Sandra Fluke Enters the Mayoral Race

Christine Quinn and Sandra Fluke greeting voters on the Upper West Side this morning.

Christine Quinn and Sandra Fluke greeting voters on the Upper West Side this morning.

Sandra Fluke, the women’s rights activist who shot into the national spotlight after being called a “slut” by conservative talk show host Rush Limbaugh, has endorsed Christine Quinn’s bid to become the city’s first female and openly gay mayor.

Not only is she endorsing Ms. Quinn but she’s pounding the pavement. Ms. Fluke, who flew in from California for the occasion, is spending the day campaigning alongside Ms. Quinn, who has been increasingly touting the historical significance of her bid.

“I think Chris has the record that shows that she can accomplish real progress for New Yorkers and she has the seriousness as a candidate,” Ms. Fluke told Politicker this morning while greeting commuters alongside the City Council speaker on the Upper West Side.

“I know New Yorkers pride themselves on living in a progressive city and so it’s time that there be a woman mayor in New York,” she added. “It’s hard to believe that it’s taken this long.”

Ms. Quinn’s camp touted Ms. Fluke’s presence this morning with a series of posters reading “Meet Sandra Fluke,” drawn in blue magic marker, posted around the 72nd Street subway stop.

“Stand up for women’s rights!” Ms. Fluke proclaimed as she handed out palm cards to busy commuters. “Chris Quinn for mayor! … First woman mayor of New York!”

While other candidates have been touting their own celebrity backers, Ms. Fluke’s  presence seemed to be especially relevant for many women in the neighborhood, who seemed starstruck when they realized who Ms. Fluke was.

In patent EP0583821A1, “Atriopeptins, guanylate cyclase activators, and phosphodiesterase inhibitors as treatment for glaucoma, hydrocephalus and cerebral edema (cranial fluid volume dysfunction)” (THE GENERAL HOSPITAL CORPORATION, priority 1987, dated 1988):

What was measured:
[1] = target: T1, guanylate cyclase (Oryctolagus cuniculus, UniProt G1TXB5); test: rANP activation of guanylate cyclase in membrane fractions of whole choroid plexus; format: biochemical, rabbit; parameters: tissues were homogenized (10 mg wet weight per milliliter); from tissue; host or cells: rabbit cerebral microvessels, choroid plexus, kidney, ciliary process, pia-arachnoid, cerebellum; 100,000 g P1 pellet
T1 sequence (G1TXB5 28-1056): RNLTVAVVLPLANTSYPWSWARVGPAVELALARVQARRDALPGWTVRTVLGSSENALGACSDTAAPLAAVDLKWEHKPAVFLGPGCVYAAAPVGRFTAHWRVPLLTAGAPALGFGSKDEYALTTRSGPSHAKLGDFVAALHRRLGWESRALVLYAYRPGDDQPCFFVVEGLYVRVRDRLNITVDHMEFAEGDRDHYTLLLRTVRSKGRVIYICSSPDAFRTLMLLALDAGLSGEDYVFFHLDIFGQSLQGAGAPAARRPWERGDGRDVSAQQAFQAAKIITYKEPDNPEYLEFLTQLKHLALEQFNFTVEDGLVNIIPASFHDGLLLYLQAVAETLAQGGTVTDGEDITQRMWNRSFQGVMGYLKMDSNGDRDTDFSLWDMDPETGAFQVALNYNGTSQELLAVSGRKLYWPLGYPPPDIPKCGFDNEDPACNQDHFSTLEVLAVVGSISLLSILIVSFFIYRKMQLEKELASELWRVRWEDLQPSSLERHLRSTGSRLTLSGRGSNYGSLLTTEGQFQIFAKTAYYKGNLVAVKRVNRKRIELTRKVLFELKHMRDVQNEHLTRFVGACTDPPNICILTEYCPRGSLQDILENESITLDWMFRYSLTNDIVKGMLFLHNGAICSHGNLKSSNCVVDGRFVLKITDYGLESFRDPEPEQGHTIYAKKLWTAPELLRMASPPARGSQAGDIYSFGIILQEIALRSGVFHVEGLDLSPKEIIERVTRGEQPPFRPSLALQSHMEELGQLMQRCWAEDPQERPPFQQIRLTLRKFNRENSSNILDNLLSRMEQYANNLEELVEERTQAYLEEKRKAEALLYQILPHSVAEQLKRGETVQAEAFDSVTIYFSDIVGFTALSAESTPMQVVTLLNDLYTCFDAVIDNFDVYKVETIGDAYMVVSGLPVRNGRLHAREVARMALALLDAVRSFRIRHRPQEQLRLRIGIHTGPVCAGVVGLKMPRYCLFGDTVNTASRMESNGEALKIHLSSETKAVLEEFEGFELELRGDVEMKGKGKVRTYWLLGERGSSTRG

“Oh my god! Oh my god, you’re famous!” exclaimed Andrea Monfried, 47, who lives in the neighborhood and stopped to chat with the women’s healthcare and reproductive rights’ advocate.

“This is so cool! She’s like a celebrity to me!” added Liz Cossio, 23, who said she planned to support Ms. Quinn partially because of her record on women’s and LGBT rights. Ms. Cossio said she felt Ms. Quinn’s election as the first female mayor was also significant–but said she hoped that wouldn’t be the case for long.

“I would like it to be a significance that eventually doesn’t matter,” she said. “I think we’re not completely there.”

“She’s an inspiration,” added Jane Dockery, 70, who’s visiting from Florida but said she is rooting for Ms. Quinn. “She has nerve and so vivacious. And she’s willing to get out there. I think that’s wonderful,” she said of Ms. Fluke.

Asked about the controversy surrounding the misbehaving men in this year’s races, Ms. Fluke said she had “concerns about” mayoral candidate Anthony Weiner’s behavior, but would not join the chorus demanding that he and scandal-scarred comptroller candidate Eliot Spitzer exit the political arena.

“Some of the candidates have made what should be an important election about policies that matter to New Yorkers into a circus,” she argued. “I think where our focus needs to be is on who can be a great mayor for New York … That’s why I’m focusing on helping Chris.”